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Author Topic: sol  (Read 5791 times)

peter horn

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sol
« on: January 20, 2012, 03:48:48 PM »
Im sure this has been discussed before but cannot trace the thread.
OE sol, as in 'sol monath', is sometimes taken to mean sun and sometimes taken to mean mud.
Kathleen Herbert takes it to mean mud, and february (Febuary Fill-dike) certainly seems more of a mud month than a sun month.
Ive just come across a note I made when reading a book by John Earle (the AS Scholar) I think it might have been his book on AS Plant-names. I quote:
The word sol is rarer and more remote than sunne. (In OE he means) It is cognate to the Latin word of the same sound and sense, but independant of it. In the Scandinavian language it has happened reversely, Sol has been preserved in use, while sunna is known only as a poetic word.
Thus in Icelandic proverb "Island er hit betsa land sem
solin skin uppa" 

Can someone please translate this proverb?
Ic ∂ær ær wæs
Ic ∂æt ær dyde

Horsa

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Re: sol
« Reply #1 on: January 20, 2012, 07:10:35 PM »
Iceland is the best land which the sun shines upon.

peter horn

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Re: sol
« Reply #2 on: January 20, 2012, 10:08:18 PM »
Iceland is the best land which the sun shines upon.

Thanks
peter
Ic ∂ær ær wæs
Ic ∂æt ær dyde

Horsa

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Re: sol
« Reply #3 on: February 08, 2012, 05:21:28 PM »
I posted on this before, but my post seems to have been lost during the blackout.

There appears to be a bunch of word pairs in the Germanic languages where North Germanic favoured a different word to West Germanic

The speakers of west german languages picked from the left column and the speakers of North germanic languages picked from the right column.

ǽ á æ é í ó ú ý þ
      
Englisc    sol    sunne
Norse   sol    sunna
Englisc   æled   fýr    
Norse   eld      ?
Englisc   gamol    eald
Norse   gammall   -ald-

The norse cognate for old is preserved in the comparative and superlative of gammall which is eldri eldst. I can't find a cognate to fire. Swedish has fyr which means lighthouse, but they may have nabbed that from low german.

I vaguely remember something possibly being posted on this before on the old gegaderung. As I remember it, there was a function for these word pairs in proto germanic, that goes something along the lines of if you're talking generally about fire, you'd use one word, if you're talking about an actual fire that has happened or will happen you'd use another word.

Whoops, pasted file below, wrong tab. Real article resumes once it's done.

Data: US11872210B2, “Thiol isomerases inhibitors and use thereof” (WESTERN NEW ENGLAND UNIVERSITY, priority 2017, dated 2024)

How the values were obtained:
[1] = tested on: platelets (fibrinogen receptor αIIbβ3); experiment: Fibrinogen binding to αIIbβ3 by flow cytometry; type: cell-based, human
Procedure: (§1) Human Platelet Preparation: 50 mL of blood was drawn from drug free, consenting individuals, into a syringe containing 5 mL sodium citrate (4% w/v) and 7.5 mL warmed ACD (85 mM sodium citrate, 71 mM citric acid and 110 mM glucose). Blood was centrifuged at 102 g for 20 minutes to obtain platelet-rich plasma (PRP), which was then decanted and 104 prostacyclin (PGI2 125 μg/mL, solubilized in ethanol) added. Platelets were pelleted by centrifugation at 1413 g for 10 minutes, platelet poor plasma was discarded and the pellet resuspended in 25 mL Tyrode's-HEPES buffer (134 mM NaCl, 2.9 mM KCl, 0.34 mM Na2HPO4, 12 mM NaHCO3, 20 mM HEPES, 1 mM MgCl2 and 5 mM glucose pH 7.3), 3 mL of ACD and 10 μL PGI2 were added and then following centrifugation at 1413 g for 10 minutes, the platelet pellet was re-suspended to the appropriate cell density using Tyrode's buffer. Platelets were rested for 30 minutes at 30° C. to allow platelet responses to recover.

I don't know if I've remembered this correctly and I don't know how this would apply to an adjective like old.

Linden

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Re: sol
« Reply #4 on: November 02, 2013, 09:16:21 PM »

................... I can't find a cognate to fire. .....................................
I know that this thread was a long time ago but just in case you are still interested -there is one.
This is from the Cleasby/Vigfusson Icelandic dictionary
 
FÚRR, m. (not furr, but with the vowel long, cp. fúrs, skúrum, Vellekla), [A. S. fyre; Engl. fire; O. H. G. fiûr; Germ. feuer; Gr. GREEK] :-- fire, only in poetry and poët. compds, never in prose, Lex. Poët.; vide eldr, p. 125.
Cræft biþ betere ðonne æhta

Horsa

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Re: sol
« Reply #5 on: November 02, 2013, 11:06:53 PM »
Ah, the Cleasby Vigfusson dictionary. Where did you get a hold of that. There used to be on online over at Northvegr, but it seems to have disappeared from there.

And, yes, I am still interested. I am chuffed to have learnt the Norse cognate to fire, and also that the chart has been filled in.

Your reply propelled me over to the bosworth toller dictionary to see if the Old English æled was mainly a poetic word, but it didn't really say.


Linden

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Re: sol
« Reply #6 on: November 03, 2013, 05:07:09 PM »
Ah, the Cleasby Vigfusson dictionary. Where did you get a hold of that. .....................................................................
Here it is
http://lexicon.ff.cuni.cz/texts/oi_cleasbyvigfusson_about.html
 
Also - according to "A Grouped Frequency Word-List of Anglo-Saxon Poetry" 1966 Madden/Magoun
fyr/fyren is used 180 times in verse compared with 32 for ælan/æled/ælung.  I don't have any comparable info for prose usage.
Cræft biþ betere ðonne æhta